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Today's Stichomancy for Julia Roberts

The first excerpt represents the element of Air. It speaks of mental influences and the process of thought, and is drawn from The Scarecrow of Oz by L. Frank Baum:

tribute to her, for Glinda taught him all the real magic he knows, and she is his superior in all sorts of sorcery Everyone loves Glinda, from the dainty and exquisite Ruler, Ozma, down to the humblest inhabitant of Oz, for she is always kindly and helpful and willing to listen to their troubles, however busy she may be. No one knows her age, but all can see how beautiful and stately she is. Her hair is like red gold and finer than the finest silken strands. Her eyes are blue as the sky and always frank and smiling. Her cheeks are the envy of peach-blows and her mouth is enticing as a rosebud. Glinda is tall


The Scarecrow of Oz
The second excerpt represents the element of Fire. It speaks of emotional influences and base passions, and is drawn from Tattine by Ruth Ogden [Mrs. Charles W. Ide]:

crawl out," said Joseph; "Betsy'll take as good care of them there as anywhere," whereupon the children looked the picture of misery and despair. At this moment Rudolph emerged from the hole a mass of grass and dirt stains, and both Mabel and Tattine thought he had been pretty plucky, though quite too much preoccupied to tell him so, but Rudolph happily felt himself repaid for hardships endured, in the delight of his discovery.

"It will be a month before they'll have sense enough to crawl out," he remarked to Joseph, "and they're wedged in between some old planks in very uncomfortable fashion. They look like fine little fellows too. I think we ought to manage in some way to get them out."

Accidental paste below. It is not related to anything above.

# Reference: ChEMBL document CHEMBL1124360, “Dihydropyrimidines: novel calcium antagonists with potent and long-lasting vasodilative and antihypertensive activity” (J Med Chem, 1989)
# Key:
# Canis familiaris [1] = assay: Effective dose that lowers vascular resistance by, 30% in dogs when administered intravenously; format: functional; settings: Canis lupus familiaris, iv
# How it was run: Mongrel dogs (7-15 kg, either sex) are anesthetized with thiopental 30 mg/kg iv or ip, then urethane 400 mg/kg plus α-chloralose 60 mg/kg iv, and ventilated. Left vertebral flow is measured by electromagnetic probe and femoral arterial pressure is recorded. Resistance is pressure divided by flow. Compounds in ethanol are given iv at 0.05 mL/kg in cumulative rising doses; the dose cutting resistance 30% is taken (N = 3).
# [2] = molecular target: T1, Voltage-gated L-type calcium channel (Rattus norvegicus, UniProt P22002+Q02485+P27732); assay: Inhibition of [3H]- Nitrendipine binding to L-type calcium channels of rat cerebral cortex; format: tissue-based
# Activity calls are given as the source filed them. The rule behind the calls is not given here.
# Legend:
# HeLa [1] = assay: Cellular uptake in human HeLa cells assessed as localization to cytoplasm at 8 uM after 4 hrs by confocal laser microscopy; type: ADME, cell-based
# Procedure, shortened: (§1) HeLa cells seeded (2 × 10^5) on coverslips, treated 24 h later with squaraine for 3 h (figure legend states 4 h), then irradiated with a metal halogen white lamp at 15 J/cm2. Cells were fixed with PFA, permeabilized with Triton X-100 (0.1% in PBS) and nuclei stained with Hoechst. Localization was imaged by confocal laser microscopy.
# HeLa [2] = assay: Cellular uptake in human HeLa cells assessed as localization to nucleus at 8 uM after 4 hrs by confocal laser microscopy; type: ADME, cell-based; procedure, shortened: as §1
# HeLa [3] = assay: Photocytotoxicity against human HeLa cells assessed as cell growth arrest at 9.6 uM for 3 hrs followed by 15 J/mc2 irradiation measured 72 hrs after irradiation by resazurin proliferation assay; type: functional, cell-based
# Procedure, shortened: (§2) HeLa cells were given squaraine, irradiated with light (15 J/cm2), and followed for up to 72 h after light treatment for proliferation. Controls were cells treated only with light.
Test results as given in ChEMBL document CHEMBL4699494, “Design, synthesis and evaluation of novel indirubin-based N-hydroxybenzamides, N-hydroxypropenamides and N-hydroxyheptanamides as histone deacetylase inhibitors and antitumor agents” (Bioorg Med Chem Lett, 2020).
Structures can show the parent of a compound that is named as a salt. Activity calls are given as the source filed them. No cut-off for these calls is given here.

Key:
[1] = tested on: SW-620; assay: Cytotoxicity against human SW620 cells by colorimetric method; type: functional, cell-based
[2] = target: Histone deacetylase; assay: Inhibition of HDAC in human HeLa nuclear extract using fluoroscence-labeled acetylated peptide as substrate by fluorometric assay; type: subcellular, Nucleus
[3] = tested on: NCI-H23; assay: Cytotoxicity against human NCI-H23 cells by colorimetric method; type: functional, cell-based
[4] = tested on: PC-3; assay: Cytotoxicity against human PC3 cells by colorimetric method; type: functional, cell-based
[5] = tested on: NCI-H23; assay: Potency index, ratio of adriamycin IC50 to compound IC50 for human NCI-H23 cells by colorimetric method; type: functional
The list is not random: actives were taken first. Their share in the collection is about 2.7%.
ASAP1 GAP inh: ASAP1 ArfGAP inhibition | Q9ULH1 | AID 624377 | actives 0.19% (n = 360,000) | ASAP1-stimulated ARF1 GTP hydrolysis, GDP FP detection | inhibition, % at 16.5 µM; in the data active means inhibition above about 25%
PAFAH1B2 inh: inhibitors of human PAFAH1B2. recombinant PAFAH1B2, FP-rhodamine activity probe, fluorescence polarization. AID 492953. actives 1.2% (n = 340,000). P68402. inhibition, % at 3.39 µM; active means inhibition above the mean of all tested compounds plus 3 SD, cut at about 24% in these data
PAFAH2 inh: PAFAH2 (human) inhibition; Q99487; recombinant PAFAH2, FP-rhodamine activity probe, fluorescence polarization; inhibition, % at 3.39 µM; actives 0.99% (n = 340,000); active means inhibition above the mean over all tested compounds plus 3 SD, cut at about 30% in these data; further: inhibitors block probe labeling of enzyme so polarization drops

"And it would be bad if any of them died there," said Joseph,rubbing his head

The third excerpt represents the element of Water. It speaks of pure spiritual influences and feelings of love, and is drawn from The Light of Western Stars by Zane Grey:

Stewart, we want you to come to the ranch. Stillwell needs you for his foreman. The position is open to you, and you can name your salary. Both Al and Stillwell are worried about Don Carlos, the vaqueros, and the raids down along the border. My cowboys are without a capable leader. Will you come?"

"No," he answered.

"But Stillwell wants you so badly."

"No."

"Stewart, I want you to come."

"No."

His replies had been hoarse, loud, furious. They disconcerted


The Light of Western Stars
The fourth excerpt represents the element of Earth. It speaks of physical influences and the impact of the unseen on the visible world, and is drawn from Paz by Honore de Balzac:

attachments. The dog we feed does not leave us, but the Chapuzots have gone. A sheriff has seized everything on behalf of the landlord, who has no heart, and the jeweller, who refused to wait even ten days,--for when we lose the confidence of such as you, credit goes too. What a position for women who have nothing to reproach themselves with but the happiness they have given! My friend, I have taken all I have of any value to MY UNCLE'S; I have nothing but the memory of you left, and here is the winter coming on. I shall be fireless when it turns cold; for the boulevards are to play only melodramas, in which I have nothing but little bits of parts which don't POSE a woman. How could you misunderstand the